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  Graphene oxide as growth factor carriers for meniscus tissue engineering


   Faculty of Biology, Medicine and Health

  , ,  Applications accepted all year round  Self-Funded PhD Students Only

About the Project

Damage to the meniscus of the knee leads to increased risk of osteoarthritis. Tissue engineering of a healthy meniscal fibrocartilage offers the opportunity to restore function. Such regenerative medicine approaches require combination of cells, biomaterials, and bioactive factors. Dr Richardson’s lab are currently developing a 3D bioprinting approach to create meniscus analogues with regional architecture and cell-matrix compositions that mimic native tissue. One of the current key challenges is to design suitable carriers for effective delivery of required growth factors regionally within meniscus constructs. Graphene oxide (GO) is a 2D nanomaterials with large surface area, which has attracted huge attention in recent years in biomedical research, due to its good biocompatibility and unique physicochemical properties for functionalisation, immobilisation or adsorption of other biomolecules effectively.

A study from Dr Richardson’s lab showed that GO can act as carriers for sustained delivery of TFG- β3 in 3D hydrogel scaffolds effectively to enhance chondrogenic differentiation of human mesenchymal stem cells (Zhou et al., 2019). In addition, a new method of GO synthesis at high quality and various size was developed recently in Dr Lu and Prof Xiao’s labs (Sim et al., 2021). In this PhD project, we aim to develop our recent research progress further to investigate whether GO can act as carriers for biological factors required for meniscus tissue engineering.

How different sized GOs affect the binding or absorption and release of growth factors (e.g. TGF-β; CTGF), chondrogenic differentiation of human MSCs, construct biomechanics, and meniscus-tissue synthesis will be studied. This multidisciplinary project will provide an excellent opportunity for a self-motivated student to learn and develop knowledge and research skills in a wide research field.

The results of this study will help us to understand and explore the potential of GO as carriers for regionally-specific biological factor delivery in meniscus tissue engineering.

Training/techniques to be provided

This multidisciplinary project will provide an excellent opportunity for a self-motivated student to learn and develop knowledge and research skills in a wide research field, from basic sciences of protein biochemistry, cell biology, 2D materials and biomaterials, to research skills used in biological, biomedical, and materials characterisations. Dr Lu has expertise in graphene oxide synthesis, and protein characterisation using a wide range of biochemical and biophysical techniques. Dr Richardson has expertise in meniscus tissue engineering, 3D bioprinting, human MSC culture/differentiation and molecular phenotyping of cells. Prof Xiao has expertise in materials characterisation using a wide range of techniques. We will provide trainings to the student according to our complementary expertise for the project.

Entry Requirements

Candidates are expected to hold (or be about to obtain) a minimum upper second class honours degree (or equivalent) and ideally a master degree in biology, biomaterials, life sciences or a related subject. Candidates with experience in protein, cell culture, graphene oxide, tissue engineering and/or biomaterials with an interest in cartilage tissue engineering are encouraged to apply.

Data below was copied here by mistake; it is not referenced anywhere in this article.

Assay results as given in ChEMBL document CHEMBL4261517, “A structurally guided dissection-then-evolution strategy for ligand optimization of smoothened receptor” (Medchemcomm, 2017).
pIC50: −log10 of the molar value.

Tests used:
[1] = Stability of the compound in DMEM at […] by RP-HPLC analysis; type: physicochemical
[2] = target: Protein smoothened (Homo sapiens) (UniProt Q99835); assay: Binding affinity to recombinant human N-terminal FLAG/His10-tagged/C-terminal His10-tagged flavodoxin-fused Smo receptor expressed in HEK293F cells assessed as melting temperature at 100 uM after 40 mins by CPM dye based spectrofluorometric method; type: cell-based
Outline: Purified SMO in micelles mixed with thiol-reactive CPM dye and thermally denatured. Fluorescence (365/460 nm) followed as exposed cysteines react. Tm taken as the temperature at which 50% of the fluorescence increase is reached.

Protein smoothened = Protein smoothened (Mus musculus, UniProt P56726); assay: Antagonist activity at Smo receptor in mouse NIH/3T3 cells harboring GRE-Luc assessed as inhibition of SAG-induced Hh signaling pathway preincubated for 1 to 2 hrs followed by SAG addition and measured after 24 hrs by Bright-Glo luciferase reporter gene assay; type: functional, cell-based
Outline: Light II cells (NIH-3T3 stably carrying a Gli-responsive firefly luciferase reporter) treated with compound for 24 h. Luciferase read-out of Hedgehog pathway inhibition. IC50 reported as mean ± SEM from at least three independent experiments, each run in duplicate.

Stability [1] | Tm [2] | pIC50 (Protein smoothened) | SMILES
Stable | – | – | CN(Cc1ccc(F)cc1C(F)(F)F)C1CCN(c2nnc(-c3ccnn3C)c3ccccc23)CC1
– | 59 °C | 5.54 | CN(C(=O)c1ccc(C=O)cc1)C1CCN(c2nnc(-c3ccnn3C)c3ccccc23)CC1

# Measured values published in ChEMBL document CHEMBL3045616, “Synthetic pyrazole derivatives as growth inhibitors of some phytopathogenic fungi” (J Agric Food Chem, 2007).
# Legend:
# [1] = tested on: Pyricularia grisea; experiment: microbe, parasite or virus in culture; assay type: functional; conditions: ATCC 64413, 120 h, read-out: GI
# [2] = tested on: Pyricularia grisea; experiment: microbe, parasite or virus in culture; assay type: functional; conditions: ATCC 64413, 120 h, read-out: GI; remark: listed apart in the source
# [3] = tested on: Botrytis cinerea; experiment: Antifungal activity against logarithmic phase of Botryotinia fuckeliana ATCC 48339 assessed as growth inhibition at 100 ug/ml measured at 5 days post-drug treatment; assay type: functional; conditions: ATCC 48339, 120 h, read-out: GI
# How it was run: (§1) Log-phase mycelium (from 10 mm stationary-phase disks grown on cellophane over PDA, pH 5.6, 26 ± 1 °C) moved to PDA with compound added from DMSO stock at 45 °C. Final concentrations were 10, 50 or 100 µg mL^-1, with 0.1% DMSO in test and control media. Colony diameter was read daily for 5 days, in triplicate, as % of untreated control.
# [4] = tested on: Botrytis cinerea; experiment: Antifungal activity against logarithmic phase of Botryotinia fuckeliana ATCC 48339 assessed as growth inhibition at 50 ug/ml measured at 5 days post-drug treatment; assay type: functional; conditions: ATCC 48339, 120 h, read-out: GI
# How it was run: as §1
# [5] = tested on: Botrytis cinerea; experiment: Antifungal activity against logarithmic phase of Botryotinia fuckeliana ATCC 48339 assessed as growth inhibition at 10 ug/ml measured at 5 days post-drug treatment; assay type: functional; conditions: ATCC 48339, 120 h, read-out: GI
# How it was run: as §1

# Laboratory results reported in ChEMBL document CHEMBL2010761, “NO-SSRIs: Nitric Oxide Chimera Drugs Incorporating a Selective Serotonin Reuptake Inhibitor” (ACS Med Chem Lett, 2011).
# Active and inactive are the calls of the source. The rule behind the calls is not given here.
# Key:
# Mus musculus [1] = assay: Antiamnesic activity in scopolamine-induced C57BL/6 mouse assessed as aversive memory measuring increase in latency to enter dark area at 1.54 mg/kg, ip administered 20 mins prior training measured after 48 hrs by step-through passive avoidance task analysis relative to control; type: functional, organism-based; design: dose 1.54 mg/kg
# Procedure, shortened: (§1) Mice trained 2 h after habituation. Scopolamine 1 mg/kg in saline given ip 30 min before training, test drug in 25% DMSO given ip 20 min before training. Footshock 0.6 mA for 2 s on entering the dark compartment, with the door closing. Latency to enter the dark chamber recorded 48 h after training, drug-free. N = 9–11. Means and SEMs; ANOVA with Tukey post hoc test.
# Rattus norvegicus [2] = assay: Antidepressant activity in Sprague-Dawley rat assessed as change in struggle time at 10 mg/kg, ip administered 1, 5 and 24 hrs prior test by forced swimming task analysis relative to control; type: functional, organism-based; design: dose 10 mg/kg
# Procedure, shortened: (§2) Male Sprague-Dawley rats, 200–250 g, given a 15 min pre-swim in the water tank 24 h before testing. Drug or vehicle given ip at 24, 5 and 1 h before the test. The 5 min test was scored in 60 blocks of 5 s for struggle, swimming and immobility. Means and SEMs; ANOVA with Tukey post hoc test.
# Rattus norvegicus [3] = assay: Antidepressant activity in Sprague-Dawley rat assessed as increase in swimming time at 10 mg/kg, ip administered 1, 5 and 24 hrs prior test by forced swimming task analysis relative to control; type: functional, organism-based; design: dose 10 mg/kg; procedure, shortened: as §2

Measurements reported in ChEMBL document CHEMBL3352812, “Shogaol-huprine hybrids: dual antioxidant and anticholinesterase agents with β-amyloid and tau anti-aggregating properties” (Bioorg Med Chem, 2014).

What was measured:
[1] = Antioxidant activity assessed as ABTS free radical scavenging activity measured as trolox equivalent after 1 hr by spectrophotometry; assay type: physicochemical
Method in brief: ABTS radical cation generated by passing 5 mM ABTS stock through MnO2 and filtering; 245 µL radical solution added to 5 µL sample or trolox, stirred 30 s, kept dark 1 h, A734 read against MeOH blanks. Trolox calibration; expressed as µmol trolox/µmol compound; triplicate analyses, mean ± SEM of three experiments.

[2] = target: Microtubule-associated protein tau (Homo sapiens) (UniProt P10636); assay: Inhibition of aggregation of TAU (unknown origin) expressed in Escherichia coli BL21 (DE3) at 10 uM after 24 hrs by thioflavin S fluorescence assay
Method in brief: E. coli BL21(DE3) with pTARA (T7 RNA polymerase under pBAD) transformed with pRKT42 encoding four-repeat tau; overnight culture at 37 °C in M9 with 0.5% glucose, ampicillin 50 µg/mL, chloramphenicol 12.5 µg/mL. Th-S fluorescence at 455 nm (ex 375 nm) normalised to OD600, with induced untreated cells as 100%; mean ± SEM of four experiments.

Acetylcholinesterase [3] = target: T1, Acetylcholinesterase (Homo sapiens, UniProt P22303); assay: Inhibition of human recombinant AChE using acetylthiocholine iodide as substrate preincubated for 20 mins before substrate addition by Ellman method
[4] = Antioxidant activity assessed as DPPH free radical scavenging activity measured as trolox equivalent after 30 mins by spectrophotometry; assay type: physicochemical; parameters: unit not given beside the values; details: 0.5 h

How to Apply

For information on how to apply for this project, please visit the Faculty of Biology, Medicine and Health Doctoral Academy website (https://www.bmh.manchester.ac.uk/study/research/apply/). Informal enquiries may be made directly to the primary supervisor.

Equality, Diversity & Inclusion

Equality, diversity and inclusion is fundamental to the success of The University of Manchester, and is at the heart of all of our activities. The full Equality, diversity and inclusion statement can be found on the website https://www.bmh.manchester.ac.uk/study/research/apply/equality-diversity-inclusion/

 

Biological Sciences (4) Chemistry (6) Materials Science (24) Medicine (26) Physics (29)

Funding Notes

Applications are invited from self-funded students. This project has a Band 3 fee. Details of our different fee bands can be found on our website: View Website

References

Sim HJ, Xiao P, Lu H. Pyrenebutyric acid-assisted room-temperature synthesis of large-size monolayer graphene oxide with high mechanical strength. Carbon. 2021 Nov 15;185:224-233. Epub 2021 Sept 14. doi: 10.1016/j.carbon.2021.09.013
Zhou M, Lozano N, Wychowaniec JK, Hodgkinson T, Richardson SM, Kostarelos K, Hoyland JA. Graphene oxide: A growth factor delivery carrier to enhance chondrogenic differentiation of human mesenchymal stem cells in 3D hydrogels. Acta Biomater. 2019 Sep 15;96:271-280. doi: 10.1016/j.actbio.2019.07.027.
Barceló X, Eichholz KF, Gonçalves IF, Garcia O, Kelly DJ. Bioprinting of structurally organized meniscal tissue within anisotropic melt electrowritten scaffolds. Acta Biomater. 2023 Mar 1;158:216-227. doi: 10.1016/j.actbio.2022.12.047.
Domingos M, Moxon S. Advances in Biofabrication for Tissue Engineering and Regenerative Medicine Applications. Polymers (Basel). 2021 May 9;13(9):1522. doi: 10.3390/polym13091522.
Ligorio C, Zhou M, Wychowaniec JK, Zhu X, Bartlam C, Miller AF, Vijayaraghavan A, Hoyland JA, Saiani A. Graphene oxide containing self-assembling peptide hybrid hydrogels as a potential 3D injectable cell delivery platform for intervertebral disc repair applications. Acta Biomater. 2019 Jul 1;92:92-103. doi: 10.1016/j.actbio.2019.05.004.

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